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Operating a weapon light (flashlights)

Posted: Tue Jan 05, 2010 5:43 pm
by konte
Compliments to the admin and all users for the great informations posted in this forum.

How do you operate a flashlight installed on your handgun?
I've just bought an "Insight Tech wx150".
I can operate the light with two indipendent lever on each side. When i fire right hand, it's easy operate the light with my right index finger. I take the finger off the trigger and i can illuminate my target.
But if i've to fire, i can not do it and at the same time use my light. (my index is on the trigger, and i don't want to use the constant on mode).
Maybe i can use my left hand if i shot using two hands.

Anyone use a particoular technique??

Thank you :D
Sorry for my poor english


Posted: Tue Jan 05, 2010 9:18 pm
by kustom
I just mount mine on the left side of my M4, and activate it with a push button tailcap by using my left thumb. To do this, I have to take my left hand off my bitch grip and mag-grip the weapon. It's uncomfortable, but it works pretty well, especially after some practice.

Posted: Wed Jan 06, 2010 4:02 am
by Jack
First things first, I don't usually use my handgun weapon mounted light. I prefer to have a hand held instead. However there are a lot of instances where a weapon mounted light comes in handy.

The temporary on switch when activated by the shooting finger is pretty much useless. However the ability to lock the light on with the shooting finger is a handy and useful feature. Although I GENERALLY don't like to leave the light on constantly. There are times when I might want to quickly transition to my handgun, activate the light and then clear a closet or something like that. Another instance where the constant on one handed activation might come into play is when drawing and holding somebody at gunpoint.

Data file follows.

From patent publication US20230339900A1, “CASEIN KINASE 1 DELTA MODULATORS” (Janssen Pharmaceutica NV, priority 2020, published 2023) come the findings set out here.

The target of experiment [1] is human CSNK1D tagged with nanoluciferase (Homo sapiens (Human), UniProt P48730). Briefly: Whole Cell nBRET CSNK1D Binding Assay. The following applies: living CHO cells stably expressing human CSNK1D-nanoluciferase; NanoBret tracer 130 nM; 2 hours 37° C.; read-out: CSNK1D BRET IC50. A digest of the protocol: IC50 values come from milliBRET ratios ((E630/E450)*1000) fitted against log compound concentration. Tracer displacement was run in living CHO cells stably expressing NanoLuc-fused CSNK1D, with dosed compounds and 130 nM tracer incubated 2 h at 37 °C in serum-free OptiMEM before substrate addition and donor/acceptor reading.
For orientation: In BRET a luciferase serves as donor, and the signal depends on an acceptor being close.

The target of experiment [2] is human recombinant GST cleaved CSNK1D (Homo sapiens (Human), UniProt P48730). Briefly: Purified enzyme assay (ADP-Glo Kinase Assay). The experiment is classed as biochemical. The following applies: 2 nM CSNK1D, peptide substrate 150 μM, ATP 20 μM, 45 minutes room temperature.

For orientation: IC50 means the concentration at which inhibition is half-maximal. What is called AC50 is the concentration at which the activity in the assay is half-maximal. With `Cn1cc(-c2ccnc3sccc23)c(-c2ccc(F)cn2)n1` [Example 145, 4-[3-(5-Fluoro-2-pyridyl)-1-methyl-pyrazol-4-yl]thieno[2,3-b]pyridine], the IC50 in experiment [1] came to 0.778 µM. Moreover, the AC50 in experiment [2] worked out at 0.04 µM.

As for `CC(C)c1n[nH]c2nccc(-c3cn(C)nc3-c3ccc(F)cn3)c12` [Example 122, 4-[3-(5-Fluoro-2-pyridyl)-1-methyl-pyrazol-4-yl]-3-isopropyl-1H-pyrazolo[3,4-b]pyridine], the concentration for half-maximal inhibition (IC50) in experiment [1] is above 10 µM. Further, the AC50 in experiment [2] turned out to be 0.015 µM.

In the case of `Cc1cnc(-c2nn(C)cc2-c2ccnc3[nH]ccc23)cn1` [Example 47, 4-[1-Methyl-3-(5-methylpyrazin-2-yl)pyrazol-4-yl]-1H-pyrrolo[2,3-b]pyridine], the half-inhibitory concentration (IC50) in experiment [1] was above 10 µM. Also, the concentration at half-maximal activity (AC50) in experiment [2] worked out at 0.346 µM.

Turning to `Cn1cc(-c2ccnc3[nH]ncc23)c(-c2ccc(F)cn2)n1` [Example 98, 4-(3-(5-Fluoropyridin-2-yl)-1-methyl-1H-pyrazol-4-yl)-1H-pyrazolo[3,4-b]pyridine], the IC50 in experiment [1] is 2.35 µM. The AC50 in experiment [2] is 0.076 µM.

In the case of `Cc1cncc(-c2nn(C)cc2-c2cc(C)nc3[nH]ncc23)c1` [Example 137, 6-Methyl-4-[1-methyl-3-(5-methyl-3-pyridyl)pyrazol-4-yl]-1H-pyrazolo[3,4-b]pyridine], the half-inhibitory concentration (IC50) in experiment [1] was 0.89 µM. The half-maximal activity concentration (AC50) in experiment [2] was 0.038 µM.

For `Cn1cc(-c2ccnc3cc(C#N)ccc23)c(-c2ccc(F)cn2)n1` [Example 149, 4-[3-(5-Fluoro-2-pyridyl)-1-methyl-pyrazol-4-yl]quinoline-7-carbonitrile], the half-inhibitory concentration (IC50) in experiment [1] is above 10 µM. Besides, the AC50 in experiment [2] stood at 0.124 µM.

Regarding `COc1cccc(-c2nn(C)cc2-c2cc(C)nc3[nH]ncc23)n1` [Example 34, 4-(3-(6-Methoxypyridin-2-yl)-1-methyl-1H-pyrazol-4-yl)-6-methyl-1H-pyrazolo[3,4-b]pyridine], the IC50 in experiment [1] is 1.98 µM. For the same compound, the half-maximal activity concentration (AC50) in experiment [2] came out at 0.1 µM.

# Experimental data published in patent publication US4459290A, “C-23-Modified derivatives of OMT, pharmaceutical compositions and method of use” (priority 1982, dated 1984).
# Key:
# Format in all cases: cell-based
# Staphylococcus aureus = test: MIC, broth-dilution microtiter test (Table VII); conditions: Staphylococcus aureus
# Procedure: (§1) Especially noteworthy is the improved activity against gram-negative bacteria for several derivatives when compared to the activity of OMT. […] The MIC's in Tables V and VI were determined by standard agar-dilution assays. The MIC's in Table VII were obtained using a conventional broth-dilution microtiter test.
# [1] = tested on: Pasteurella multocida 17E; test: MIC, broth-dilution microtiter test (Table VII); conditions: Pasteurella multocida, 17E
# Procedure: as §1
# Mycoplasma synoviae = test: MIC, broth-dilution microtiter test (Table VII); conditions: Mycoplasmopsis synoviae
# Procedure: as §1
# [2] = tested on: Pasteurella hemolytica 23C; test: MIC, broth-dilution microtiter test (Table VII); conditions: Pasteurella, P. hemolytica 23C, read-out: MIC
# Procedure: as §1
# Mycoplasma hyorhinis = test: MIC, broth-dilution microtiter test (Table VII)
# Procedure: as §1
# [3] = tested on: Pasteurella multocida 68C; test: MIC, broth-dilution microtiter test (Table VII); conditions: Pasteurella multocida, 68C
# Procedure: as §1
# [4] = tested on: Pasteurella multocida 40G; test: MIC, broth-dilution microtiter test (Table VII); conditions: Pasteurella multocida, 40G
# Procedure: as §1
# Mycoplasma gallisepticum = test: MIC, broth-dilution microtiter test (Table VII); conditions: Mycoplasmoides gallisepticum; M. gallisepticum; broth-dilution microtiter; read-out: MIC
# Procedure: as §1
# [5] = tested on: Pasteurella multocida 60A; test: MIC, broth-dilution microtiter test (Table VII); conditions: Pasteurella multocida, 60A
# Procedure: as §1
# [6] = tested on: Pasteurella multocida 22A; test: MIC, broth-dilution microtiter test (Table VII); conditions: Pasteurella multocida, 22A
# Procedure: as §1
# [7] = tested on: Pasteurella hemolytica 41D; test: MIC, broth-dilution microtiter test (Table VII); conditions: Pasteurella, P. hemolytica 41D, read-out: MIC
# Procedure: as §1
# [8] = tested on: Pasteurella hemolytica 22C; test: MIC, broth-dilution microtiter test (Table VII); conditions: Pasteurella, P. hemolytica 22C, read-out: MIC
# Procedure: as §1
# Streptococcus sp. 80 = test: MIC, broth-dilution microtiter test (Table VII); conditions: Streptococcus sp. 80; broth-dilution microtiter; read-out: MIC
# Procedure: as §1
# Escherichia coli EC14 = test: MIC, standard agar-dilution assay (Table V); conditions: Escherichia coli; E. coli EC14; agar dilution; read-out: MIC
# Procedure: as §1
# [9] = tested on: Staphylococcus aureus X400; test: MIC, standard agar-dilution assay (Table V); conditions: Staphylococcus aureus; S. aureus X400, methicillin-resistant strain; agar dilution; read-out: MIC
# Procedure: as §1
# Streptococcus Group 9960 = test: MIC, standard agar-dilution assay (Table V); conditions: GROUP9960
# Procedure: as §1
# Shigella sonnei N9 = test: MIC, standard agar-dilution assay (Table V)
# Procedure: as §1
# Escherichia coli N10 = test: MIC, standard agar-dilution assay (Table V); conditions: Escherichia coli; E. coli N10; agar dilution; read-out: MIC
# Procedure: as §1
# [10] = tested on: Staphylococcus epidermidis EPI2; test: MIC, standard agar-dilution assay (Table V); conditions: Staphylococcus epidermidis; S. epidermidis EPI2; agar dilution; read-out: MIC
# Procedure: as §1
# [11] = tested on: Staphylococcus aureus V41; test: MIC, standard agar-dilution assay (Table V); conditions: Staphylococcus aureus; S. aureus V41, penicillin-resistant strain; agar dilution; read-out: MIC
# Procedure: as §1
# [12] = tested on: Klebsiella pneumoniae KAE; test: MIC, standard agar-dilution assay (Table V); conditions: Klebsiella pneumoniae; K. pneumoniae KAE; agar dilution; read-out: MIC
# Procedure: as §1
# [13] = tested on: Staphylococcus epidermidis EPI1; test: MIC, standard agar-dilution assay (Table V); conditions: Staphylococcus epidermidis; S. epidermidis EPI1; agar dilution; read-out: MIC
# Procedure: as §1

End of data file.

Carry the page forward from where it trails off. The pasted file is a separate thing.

GENERALLY though(if I'm going to use the weapon mounted light at all) I activate the light with my support hand thumb. This allows me to strobe or shut it on instantly. Do keep in mind though that when holding the light on with the support side thumb and firing live rounds, the thumb has a tendency to slip off thereby deactivating the light.

The most use I have gotten out of my handgun weapon mounted light is by taking the batteries out and replacing them in my hand held flash light when it goes dead.

I hope this answered your question.

Posted: Wed Jan 06, 2010 3:12 pm
by konte
Jack wrote: Do keep in mind though that when holding the light on with the support side thumb and firing live rounds, the thumb has a tendency to slip off thereby deactivating the light.
I've never think about this fact...good point!

I convinced myself, reading Ken Good, of the importance of an hand held light, (and for this reason i also bought a BH gladius) but i still want to have a weapon mounted light.

Thank you, now it's time to make practice on activating my light with my left thumb!

Posted: Thu Aug 26, 2010 9:42 am
by jcheng14
If a weapon mounted light is a must then perhaps you could try a pressure switch.